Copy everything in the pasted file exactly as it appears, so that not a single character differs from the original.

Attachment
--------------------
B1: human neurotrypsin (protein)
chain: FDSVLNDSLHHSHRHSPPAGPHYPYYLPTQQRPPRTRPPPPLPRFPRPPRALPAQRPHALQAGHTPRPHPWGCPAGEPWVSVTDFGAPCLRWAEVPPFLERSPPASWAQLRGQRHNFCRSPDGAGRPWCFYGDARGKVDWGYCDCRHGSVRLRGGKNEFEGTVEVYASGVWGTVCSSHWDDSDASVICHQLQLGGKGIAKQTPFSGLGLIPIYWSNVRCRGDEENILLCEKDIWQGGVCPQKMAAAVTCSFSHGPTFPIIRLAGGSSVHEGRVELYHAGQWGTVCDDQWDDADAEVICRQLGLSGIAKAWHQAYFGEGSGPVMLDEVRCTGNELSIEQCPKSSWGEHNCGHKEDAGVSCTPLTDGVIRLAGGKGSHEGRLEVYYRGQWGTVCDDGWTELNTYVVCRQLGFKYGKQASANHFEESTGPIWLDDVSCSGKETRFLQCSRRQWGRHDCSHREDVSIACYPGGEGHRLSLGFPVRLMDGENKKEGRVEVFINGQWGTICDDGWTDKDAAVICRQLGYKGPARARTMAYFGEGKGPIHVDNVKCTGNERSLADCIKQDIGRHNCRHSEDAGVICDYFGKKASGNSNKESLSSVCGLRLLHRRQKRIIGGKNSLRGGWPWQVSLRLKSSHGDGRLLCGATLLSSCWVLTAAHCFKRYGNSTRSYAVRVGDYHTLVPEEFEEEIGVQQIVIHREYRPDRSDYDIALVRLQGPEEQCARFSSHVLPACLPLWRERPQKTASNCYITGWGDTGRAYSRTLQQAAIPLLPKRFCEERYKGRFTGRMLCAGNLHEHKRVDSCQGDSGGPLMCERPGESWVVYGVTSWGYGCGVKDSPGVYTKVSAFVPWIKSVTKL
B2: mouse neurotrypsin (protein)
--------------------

B1: human neurotrypsin (protein)
chain: FDSVLNDSLHHSHRHSPPAGPHYPYYLPTQQRPPRTRPPPPLPRFPRPPRALPAQRPHALQAGHTPRPHPWGCPAGEPWVSVTDFGAPCLRWAEVPPFLERSPPASWAQLRGQRHNFCRSPDGAGRPWCFYGDARGKVDWGYCDCRHGSVRLRGGKNEFEGTVEVYASGVWGTVCSSHWDDSDASVICHQLQLGGKGIAKQTPFSGLGLIPIYWSNVRCRGDEENILLCEKDIWQGGVCPQKMAAAVTCSFSHGPTFPIIRLAGGSSVHEGRVELYHAGQWGTVCDDQWDDADAEVICRQLGLSGIAKAWHQAYFGEGSGPVMLDEVRCTGNELSIEQCPKSSWGEHNCGHKEDAGVSCTPLTDGVIRLAGGKGSHEGRLEVYYRGQWGTVCDDGWTELNTYVVCRQLGFKYGKQASANHFEESTGPIWLDDVSCSGKETRFLQCSRRQWGRHDCSHREDVSIACYPGGEGHRLSLGFPVRLMDGENKKEGRVEVFINGQWGTICDDGWTDKDAAVICRQLGYKGPARARTMAYFGEGKGPIHVDNVKCTGNERSLADCIKQDIGRHNCRHSEDAGVICDYFGKKASGNSNKESLSSVCGLRLLHRRQKRIIGGKNSLRGGWPWQVSLRLKSSHGDGRLLCGATLLSSCWVLTAAHCFKRYGNSTRSYAVRVGDYHTLVPEEFEEEIGVQQIVIHREYRPDRSDYDIALVRLQGPEEQCARFSSHVLPACLPLWRERPQKTASNCYITGWGDTGRAYSRTLQQAAIPLLPKRFCEERYKGRFTGRMLCAGNLHEHKRVDSCQGDSGGPLMCERPGESWVVYGVTSWGYGCGVKDSPGVYTKVSAFVPWIKSVTKL
B2: mouse neurotrypsin (protein)